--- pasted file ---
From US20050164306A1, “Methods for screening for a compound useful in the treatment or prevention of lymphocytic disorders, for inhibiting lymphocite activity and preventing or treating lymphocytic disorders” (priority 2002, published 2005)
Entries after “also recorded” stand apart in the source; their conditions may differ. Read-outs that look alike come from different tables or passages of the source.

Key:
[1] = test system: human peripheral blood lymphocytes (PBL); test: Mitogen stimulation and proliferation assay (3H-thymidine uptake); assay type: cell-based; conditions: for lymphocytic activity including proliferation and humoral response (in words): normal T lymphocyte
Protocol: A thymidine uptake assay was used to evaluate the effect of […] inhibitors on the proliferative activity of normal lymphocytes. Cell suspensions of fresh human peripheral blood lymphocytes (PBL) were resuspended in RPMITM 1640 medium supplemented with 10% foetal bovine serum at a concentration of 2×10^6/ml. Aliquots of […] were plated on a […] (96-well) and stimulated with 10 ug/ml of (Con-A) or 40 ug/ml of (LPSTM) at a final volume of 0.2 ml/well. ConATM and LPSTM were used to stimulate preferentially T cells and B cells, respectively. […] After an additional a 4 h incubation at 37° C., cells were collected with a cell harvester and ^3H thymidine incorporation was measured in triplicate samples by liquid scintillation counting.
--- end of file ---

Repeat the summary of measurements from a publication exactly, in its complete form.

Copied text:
From US20050164306A1, “Methods for screening for a compound useful in the treatment or prevention of lymphocytic disorders, for inhibiting lymphocite activity and preventing or treating lymphocytic disorders” (priority 2002, published 2005)
Entries after “also recorded” stand apart in the source; their conditions may differ. Read-outs that look alike come from different tables or passages of the source.

Key:
[1] = test system: human peripheral blood lymphocytes (PBL); test: Mitogen stimulation and proliferation assay (3H-thymidine uptake); assay type: cell-based; conditions: for lymphocytic activity including proliferation and humoral response (in words): normal T lymphocyte
Protocol: A thymidine uptake assay was used to evaluate the effect of […] inhibitors on the proliferative activity of normal lymphocytes. Cell suspensions of fresh human peripheral blood lymphocytes (PBL) were resuspended in RPMITM 1640 medium supplemented with 10% foetal bovine serum at a concentration of 2×10^6/ml. Aliquots of […] were plated on a […] (96-well) and stimulated with 10 ug/ml of (Con-A) or 40 ug/ml of (LPSTM) at a final volume of 0.2 ml/well. ConATM and LPSTM were used to stimulate preferentially T cells and B cells, respectively. […] After an additional a 4 h incubation at 37° C., cells were collected with a cell harvester and ^3H thymidine incorporation was measured in triplicate samples by liquid scintillation counting.